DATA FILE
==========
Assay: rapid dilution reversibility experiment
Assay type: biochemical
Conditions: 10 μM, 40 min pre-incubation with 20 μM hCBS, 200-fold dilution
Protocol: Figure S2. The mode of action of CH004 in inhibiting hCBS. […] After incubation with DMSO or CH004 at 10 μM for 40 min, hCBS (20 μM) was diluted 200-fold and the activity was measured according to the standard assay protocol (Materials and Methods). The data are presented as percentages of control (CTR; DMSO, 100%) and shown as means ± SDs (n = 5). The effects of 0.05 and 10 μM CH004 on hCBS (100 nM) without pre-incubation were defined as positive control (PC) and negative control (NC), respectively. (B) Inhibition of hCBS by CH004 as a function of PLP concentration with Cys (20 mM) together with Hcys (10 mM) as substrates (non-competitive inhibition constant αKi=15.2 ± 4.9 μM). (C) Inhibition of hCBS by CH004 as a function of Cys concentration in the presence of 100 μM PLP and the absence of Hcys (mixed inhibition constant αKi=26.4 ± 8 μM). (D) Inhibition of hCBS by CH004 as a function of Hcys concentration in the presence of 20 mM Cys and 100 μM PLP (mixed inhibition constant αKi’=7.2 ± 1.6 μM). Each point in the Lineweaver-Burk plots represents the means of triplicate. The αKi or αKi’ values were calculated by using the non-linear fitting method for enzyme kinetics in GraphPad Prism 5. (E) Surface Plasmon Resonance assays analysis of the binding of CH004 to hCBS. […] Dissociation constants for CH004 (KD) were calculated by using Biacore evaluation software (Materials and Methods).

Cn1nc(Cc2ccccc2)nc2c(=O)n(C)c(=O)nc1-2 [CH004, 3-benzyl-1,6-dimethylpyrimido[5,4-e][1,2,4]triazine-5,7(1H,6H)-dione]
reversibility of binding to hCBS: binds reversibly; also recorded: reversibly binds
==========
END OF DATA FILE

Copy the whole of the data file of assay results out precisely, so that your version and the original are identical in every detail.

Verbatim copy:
Assay: rapid dilution reversibility experiment
Assay type: biochemical
Conditions: 10 μM, 40 min pre-incubation with 20 μM hCBS, 200-fold dilution
Protocol: Figure S2. The mode of action of CH004 in inhibiting hCBS. […] After incubation with DMSO or CH004 at 10 μM for 40 min, hCBS (20 μM) was diluted 200-fold and the activity was measured according to the standard assay protocol (Materials and Methods). The data are presented as percentages of control (CTR; DMSO, 100%) and shown as means ± SDs (n = 5). The effects of 0.05 and 10 μM CH004 on hCBS (100 nM) without pre-incubation were defined as positive control (PC) and negative control (NC), respectively. (B) Inhibition of hCBS by CH004 as a function of PLP concentration with Cys (20 mM) together with Hcys (10 mM) as substrates (non-competitive inhibition constant αKi=15.2 ± 4.9 μM). (C) Inhibition of hCBS by CH004 as a function of Cys concentration in the presence of 100 μM PLP and the absence of Hcys (mixed inhibition constant αKi=26.4 ± 8 μM). (D) Inhibition of hCBS by CH004 as a function of Hcys concentration in the presence of 20 mM Cys and 100 μM PLP (mixed inhibition constant αKi’=7.2 ± 1.6 μM). Each point in the Lineweaver-Burk plots represents the means of triplicate. The αKi or αKi’ values were calculated by using the non-linear fitting method for enzyme kinetics in GraphPad Prism 5. (E) Surface Plasmon Resonance assays analysis of the binding of CH004 to hCBS. […] Dissociation constants for CH004 (KD) were calculated by using Biacore evaluation software (Materials and Methods).

Cn1nc(Cc2ccccc2)nc2c(=O)n(C)c(=O)nc1-2 [CH004, 3-benzyl-1,6-dimethylpyrimido[5,4-e][1,2,4]triazine-5,7(1H,6H)-dione]
reversibility of binding to hCBS: binds reversibly; also recorded: reversibly binds